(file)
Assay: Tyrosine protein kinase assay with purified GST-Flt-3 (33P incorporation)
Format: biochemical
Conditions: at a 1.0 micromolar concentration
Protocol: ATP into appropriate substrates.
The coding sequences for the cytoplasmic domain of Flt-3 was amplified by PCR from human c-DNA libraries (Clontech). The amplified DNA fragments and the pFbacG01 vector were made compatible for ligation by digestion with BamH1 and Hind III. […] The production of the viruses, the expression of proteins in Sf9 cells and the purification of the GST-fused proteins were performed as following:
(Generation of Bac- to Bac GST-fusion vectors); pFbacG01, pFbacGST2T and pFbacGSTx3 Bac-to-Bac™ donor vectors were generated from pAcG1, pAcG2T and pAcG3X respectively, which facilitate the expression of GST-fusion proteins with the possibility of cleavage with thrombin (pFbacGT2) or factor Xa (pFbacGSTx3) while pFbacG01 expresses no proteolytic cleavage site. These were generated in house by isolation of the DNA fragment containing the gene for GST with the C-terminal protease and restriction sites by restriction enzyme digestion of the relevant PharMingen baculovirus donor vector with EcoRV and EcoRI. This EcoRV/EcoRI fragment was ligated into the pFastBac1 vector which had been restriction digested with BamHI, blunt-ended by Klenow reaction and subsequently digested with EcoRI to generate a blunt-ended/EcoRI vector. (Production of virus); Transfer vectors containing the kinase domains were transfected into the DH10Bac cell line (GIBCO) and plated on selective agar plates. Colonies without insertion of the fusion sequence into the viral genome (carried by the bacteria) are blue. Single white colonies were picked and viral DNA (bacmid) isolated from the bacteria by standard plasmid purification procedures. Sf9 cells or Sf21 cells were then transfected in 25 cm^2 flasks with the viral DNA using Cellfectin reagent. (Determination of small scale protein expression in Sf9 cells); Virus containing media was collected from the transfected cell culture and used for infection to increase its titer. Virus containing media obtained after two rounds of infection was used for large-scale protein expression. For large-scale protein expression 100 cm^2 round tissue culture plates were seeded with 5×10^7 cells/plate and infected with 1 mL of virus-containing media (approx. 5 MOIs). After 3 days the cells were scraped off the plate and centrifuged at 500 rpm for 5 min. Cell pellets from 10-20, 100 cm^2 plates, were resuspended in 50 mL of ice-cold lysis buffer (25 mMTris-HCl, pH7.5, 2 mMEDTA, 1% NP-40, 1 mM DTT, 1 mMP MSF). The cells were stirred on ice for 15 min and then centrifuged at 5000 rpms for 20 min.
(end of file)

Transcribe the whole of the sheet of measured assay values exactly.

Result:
Assay: Tyrosine protein kinase assay with purified GST-Flt-3 (33P incorporation)
Format: biochemical
Conditions: at a 1.0 micromolar concentration
Protocol: ATP into appropriate substrates.
The coding sequences for the cytoplasmic domain of Flt-3 was amplified by PCR from human c-DNA libraries (Clontech). The amplified DNA fragments and the pFbacG01 vector were made compatible for ligation by digestion with BamH1 and Hind III. […] The production of the viruses, the expression of proteins in Sf9 cells and the purification of the GST-fused proteins were performed as following:
(Generation of Bac- to Bac GST-fusion vectors); pFbacG01, pFbacGST2T and pFbacGSTx3 Bac-to-Bac™ donor vectors were generated from pAcG1, pAcG2T and pAcG3X respectively, which facilitate the expression of GST-fusion proteins with the possibility of cleavage with thrombin (pFbacGT2) or factor Xa (pFbacGSTx3) while pFbacG01 expresses no proteolytic cleavage site. These were generated in house by isolation of the DNA fragment containing the gene for GST with the C-terminal protease and restriction sites by restriction enzyme digestion of the relevant PharMingen baculovirus donor vector with EcoRV and EcoRI. This EcoRV/EcoRI fragment was ligated into the pFastBac1 vector which had been restriction digested with BamHI, blunt-ended by Klenow reaction and subsequently digested with EcoRI to generate a blunt-ended/EcoRI vector. (Production of virus); Transfer vectors containing the kinase domains were transfected into the DH10Bac cell line (GIBCO) and plated on selective agar plates. Colonies without insertion of the fusion sequence into the viral genome (carried by the bacteria) are blue. Single white colonies were picked and viral DNA (bacmid) isolated from the bacteria by standard plasmid purification procedures. Sf9 cells or Sf21 cells were then transfected in 25 cm^2 flasks with the viral DNA using Cellfectin reagent. (Determination of small scale protein expression in Sf9 cells); Virus containing media was collected from the transfected cell culture and used for infection to increase its titer. Virus containing media obtained after two rounds of infection was used for large-scale protein expression. For large-scale protein expression 100 cm^2 round tissue culture plates were seeded with 5×10^7 cells/plate and infected with 1 mL of virus-containing media (approx. 5 MOIs). After 3 days the cells were scraped off the plate and centrifuged at 500 rpm for 5 min. Cell pellets from 10-20, 100 cm^2 plates, were resuspended in 50 mL of ice-cold lysis buffer (25 mMTris-HCl, pH7.5, 2 mMEDTA, 1% NP-40, 1 mM DTT, 1 mMP MSF). The cells were stirred on ice for 15 min and then centrifuged at 5000 rpms for 20 min.